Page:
…and a day or two in Beirut (plus an afternoon in the Lebanese countryside, masquerading as provincial France). A couple of days in Switzerland, and a grey afternoon at the Niagara Falls. Lots of Paris, of course, from the Eiffel Tower and the Champs Elysées, to the bateau mouche and pretty little cafés.
And Sharmila Tagore. And Shammi Kapoor. And pretty mad masala.
What with reading about Amar Akbar Anthony (and thinking over the lost-and-found trope), I ended up thinking, too, about An Evening in Paris, which is a good enough example of the genre. In this one, Sharmila Tagore is the one who plays the character(s) who’re lost: twin sisters, separated as children, thanks to a villain. They grow up unaware of each other’s existence, and in classic Hindi film style—ranging from Anhonee to Sharmeelee—with one sister good and the other bad, or at least not-so-good.
[To make that clearer to those not in the know: I am a die-hard Shammi Kapoor fan, especially of the Shammi Kapoor between 1957 and 1966. I have watched most of his films from that period, and to find one I haven’t seen is cause for rejoicing. Even if it turns out to be a dud. Therefore the euphoria].
I first came across a mention of College Girl while watching a video of Halke-halke chalo saanwre (from Taangewaali, also starring Shammi). Besides the music (which I loved), I thought the song looked great too, and was eager to try and get hold of Taangewaali—until someone told me that a neat job of mixing had been done here: the audio was of the Taangewaali song, but the video was from College Girl. College Girl went up on my list of films to search for—and I discovered it last week on Youtube.
I’ve been exceptionally busy over the past few weeks, and even had to give up the idea of publishing a post last week—simply because I didn’t have the time. But today is the birthday of my favourite Hindi film star, Shammi Kapoor—how could I not post a tribute?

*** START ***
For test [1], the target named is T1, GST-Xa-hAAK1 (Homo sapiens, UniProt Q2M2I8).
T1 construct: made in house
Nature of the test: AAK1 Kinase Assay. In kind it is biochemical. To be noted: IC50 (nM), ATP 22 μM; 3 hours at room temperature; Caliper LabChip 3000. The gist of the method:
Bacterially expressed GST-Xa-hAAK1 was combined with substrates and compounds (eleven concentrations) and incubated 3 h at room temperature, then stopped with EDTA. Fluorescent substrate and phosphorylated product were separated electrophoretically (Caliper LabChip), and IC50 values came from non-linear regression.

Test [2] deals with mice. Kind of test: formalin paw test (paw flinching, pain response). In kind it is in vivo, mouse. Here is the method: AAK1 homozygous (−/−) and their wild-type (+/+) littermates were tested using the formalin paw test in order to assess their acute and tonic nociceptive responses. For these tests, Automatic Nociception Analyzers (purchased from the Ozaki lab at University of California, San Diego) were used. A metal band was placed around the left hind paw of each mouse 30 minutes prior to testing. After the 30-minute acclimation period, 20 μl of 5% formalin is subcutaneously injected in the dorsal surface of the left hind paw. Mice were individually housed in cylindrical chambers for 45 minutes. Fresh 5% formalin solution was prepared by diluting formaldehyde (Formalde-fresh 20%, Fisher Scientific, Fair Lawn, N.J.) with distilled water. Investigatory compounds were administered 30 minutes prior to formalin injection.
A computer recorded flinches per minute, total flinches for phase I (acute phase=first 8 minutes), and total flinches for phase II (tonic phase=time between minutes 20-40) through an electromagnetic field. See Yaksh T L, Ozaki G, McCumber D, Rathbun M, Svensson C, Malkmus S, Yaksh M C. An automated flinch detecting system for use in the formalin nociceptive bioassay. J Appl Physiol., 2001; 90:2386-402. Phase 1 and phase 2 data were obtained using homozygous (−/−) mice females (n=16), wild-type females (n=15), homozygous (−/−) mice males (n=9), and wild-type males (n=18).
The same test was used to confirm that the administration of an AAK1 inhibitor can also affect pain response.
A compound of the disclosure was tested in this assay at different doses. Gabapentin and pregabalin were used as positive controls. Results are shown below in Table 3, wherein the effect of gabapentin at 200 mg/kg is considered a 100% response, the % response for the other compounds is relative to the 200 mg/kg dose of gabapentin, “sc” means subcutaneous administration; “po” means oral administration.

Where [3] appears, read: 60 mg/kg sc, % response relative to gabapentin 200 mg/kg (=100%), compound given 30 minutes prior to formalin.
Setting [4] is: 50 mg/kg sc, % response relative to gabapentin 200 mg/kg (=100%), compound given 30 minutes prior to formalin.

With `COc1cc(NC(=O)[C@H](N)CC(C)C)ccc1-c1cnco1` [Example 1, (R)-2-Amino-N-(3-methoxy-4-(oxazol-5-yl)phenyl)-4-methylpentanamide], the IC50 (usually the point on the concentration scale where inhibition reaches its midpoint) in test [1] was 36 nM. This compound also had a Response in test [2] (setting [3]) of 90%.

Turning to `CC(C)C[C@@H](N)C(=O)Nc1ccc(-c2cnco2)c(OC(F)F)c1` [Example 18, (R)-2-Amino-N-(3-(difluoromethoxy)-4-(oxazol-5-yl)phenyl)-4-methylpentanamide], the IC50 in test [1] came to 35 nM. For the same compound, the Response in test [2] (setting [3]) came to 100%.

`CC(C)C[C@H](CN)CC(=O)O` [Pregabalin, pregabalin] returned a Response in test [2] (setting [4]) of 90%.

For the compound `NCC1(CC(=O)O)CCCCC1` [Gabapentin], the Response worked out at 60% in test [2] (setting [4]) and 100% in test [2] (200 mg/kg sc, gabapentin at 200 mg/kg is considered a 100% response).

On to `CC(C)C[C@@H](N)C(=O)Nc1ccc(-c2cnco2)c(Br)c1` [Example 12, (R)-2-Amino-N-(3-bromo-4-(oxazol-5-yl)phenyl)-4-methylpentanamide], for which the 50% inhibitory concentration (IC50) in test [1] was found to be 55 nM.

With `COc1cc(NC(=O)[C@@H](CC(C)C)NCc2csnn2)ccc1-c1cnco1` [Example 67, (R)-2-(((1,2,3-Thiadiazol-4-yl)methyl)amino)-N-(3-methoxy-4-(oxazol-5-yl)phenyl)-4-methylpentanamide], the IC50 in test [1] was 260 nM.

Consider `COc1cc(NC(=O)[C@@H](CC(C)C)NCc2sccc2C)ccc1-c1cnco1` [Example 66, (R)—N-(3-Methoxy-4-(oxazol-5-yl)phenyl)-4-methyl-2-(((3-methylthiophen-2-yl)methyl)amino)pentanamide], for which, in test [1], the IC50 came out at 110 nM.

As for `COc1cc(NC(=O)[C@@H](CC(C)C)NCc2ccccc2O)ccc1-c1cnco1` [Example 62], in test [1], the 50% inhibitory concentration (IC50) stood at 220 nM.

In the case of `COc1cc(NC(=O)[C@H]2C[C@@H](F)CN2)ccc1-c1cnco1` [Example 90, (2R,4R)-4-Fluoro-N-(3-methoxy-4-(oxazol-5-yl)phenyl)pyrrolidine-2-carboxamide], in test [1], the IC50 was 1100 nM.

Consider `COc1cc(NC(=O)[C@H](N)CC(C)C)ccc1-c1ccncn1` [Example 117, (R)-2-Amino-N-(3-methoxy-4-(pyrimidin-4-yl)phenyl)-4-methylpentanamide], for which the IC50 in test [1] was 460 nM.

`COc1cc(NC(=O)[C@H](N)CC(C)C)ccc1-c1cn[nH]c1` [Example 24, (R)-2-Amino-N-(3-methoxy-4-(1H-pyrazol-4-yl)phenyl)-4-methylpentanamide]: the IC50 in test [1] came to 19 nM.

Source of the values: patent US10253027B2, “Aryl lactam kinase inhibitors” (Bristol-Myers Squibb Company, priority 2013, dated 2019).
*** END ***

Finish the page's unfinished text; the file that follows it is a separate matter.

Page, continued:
So, even though it’s meant doing some crazy juggling of schedules, here we go. A Shammi Kapoor film that, while it’s not classic Shammi, is at least fairly entertaining. And has the distinction of being the earliest Hindi film I’ve seen which was actually filmed abroad, not just set abroad.
The main reason I wanted to see this film was that it starred Shammi Kapoor and Geeta Bali—and her not in a mere item number, as in Mujrim, but in a much more substantial role.
Unfortunately, what I didn’t realise was that it’s Mala Sinha who’s paired with Shammi Kapoor in Rangeen Raatein, while Geeta Bali is in the role of a man [what was the director Kidar Sharma thinking of?!]
This is another of the prize posts for those who participated in the Classic Bollywood Quiz I hosted on this blog last year. I’ve two awards left to ‘hand out’ – (read ‘two more posts to dedicate to readers’) – but this post is dedicated to Neha, whose blog is really niche: it’s a collection of interesting trivia about black-and-white Hindi films. Neha won the Hope Springs Eternal Award in the quiz, simply because she didn’t allow herself to be deterred by the fact that she couldn’t guess more than a handful of the answers. Atta-girl, Neha! That’s the attitude.
Anyway, here goes: a post for Neha. Since Neha’s so keen on trivia, I decided to do something along those lines for her post. Not, unfortunately for Neha, from just black-and-white Hindi films, but at least from pre-70s Hindi films. Just some little snippets that I’ve discovered over the years, and thought were fun.